We have tons of kids that live out here and use our blessing box. This would be an ideal place for one. The kids will have something to look forwards to other than food when coming to the blessing box. They will have something just for them.

Samantha Pyles | Blountstown, FL
Because children in this area need more positive impacts and more things to do, if they knew they could go to the library and just pick a book they would go and do that, it gives them a hangout area that is safe and knowledgeable with a positive impact. And, to keep the children involved.

Melissa Ramirez | Grissom Elementary | Chicago, IL
Our school is severely overcrowded and the school library had to be taken away in order to provide space for special education and bilingual education programs. When we placed free books and magazines on a table for students, our students were lit up with joy! This makes us want to be able to provide a little free library to them to encourage them to read for enjoyment. It will create a culture that loves to read and share. Already several parents have begun bringing in books to place on the free table and some students return them and trade them in for new titles for weekend reading. It is exciting to see students disconnect from electronics and see them dig into books.

Julie Ramos | Tucson, AZ
Book access is so important for my neighborhood because there are tons of people who could benefit from free and accessible books to expand their knowledge, joy, and creativity. Reading has been a huge passion of mine since I was a little kid and I still cherish my reading time to this day. If I am able to give back to my underserved community by maintaining a Little Free Library, I would be forever grateful. My neighborhood is poverty stricken and it would be an easy and accessible way for people of all ages to be able to obtain free books.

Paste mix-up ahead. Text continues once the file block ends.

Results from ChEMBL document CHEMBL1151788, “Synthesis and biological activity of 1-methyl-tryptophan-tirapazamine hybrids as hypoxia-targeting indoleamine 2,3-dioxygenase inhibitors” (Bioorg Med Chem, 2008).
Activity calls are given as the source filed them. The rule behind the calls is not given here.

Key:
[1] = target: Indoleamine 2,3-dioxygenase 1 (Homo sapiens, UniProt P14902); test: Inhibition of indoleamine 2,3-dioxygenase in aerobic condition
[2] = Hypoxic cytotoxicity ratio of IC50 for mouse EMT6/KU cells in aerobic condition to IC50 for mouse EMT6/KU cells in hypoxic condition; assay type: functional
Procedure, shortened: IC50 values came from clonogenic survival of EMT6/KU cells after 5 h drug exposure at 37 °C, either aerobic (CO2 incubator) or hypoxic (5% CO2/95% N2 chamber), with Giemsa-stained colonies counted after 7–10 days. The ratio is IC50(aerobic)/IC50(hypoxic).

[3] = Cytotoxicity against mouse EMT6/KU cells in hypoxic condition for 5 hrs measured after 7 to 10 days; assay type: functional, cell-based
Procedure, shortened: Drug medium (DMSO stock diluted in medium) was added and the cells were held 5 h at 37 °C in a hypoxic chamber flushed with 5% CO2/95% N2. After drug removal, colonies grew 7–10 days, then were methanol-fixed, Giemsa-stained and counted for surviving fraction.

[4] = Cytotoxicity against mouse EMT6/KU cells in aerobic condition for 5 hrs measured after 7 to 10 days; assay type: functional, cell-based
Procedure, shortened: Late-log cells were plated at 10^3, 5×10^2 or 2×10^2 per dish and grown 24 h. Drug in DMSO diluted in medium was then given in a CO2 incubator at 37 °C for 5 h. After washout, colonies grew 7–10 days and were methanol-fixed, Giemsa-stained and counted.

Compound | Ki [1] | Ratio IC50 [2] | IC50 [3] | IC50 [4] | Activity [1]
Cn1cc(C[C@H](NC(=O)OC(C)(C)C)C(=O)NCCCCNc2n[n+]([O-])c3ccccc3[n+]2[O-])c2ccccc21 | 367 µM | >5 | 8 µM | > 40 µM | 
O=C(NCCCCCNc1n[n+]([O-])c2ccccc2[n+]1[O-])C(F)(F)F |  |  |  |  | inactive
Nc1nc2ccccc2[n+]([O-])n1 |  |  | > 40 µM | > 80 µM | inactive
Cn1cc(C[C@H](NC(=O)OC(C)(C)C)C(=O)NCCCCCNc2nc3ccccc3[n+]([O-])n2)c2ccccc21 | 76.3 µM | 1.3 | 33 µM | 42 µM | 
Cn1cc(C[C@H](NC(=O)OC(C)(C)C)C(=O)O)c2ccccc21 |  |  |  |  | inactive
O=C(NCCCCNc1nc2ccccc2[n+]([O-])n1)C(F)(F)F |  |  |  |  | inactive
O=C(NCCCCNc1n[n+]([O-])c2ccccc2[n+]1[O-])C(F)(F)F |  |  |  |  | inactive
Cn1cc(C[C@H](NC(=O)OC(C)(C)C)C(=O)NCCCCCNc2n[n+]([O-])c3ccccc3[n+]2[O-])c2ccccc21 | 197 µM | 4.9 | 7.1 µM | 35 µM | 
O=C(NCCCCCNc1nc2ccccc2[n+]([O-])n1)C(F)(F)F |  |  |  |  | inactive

Erica Riley | Warren, TX
We have a community of children and adults that have a hard time getting access to books. I want to use this as a way to give back to the community in any way possible.

Erin Ross | Davis, CA
There are lots of children in this neighborhood. They would be able to learn a lot from the books we put out and it will be closer than other libraries and easier to get to. There are no other Little Free Libraries around here. I think it would be fun to have one in our front yard. – Mitzi, age 8 We live in the “orange” zone on the book desert map, and in the “orange” level of the poverty map. As a former public health nurse for our county’s Child Welfare Services, I can attest that there are children in our neighborhood that would certainly benefit from increased access to books. Reading skills are key to quality education and prosperous life, and having increased access to books in our neighborhood will benefit all.

Kristen Villalovos | City of Deer Park | Deer Park, TX
Book access is very important to the senior citizens of our community. Reading is linked with a variety of positive outcomes for our older community including enhanced memory retention, sharper decision-making skills, stress reduction, better sleep and to assist in delaying the onset of Alzheimer’s and dementia. Reading will help with the connections of spoken and written words and promotes bonding with our seniors at our center. The library provides an opportunity to those who are underserved or on fixed incomes.

Sydney Waters | Old Town Cape Inc. | Cape Girardeau, MO